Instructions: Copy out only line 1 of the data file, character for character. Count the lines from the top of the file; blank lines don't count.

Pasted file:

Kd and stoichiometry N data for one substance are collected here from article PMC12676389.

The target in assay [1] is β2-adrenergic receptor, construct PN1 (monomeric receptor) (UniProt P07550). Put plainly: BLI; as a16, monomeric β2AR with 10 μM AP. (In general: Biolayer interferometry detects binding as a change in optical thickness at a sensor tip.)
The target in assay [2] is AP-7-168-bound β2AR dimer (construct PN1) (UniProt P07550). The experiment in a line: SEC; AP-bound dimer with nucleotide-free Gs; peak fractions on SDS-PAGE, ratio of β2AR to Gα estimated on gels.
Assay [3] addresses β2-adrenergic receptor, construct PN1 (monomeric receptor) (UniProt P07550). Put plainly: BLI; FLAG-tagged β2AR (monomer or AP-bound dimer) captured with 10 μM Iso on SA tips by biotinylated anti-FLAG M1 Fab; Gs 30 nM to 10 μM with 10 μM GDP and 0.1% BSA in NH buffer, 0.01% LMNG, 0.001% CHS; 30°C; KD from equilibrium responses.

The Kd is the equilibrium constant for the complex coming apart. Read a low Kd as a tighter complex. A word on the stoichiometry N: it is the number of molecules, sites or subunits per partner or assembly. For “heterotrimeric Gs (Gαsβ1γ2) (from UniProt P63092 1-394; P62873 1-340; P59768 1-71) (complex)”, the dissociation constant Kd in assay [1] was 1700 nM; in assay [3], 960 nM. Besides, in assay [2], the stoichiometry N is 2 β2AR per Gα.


Kd and stoichiometry N data for one substance are collected here from article PMC12676389.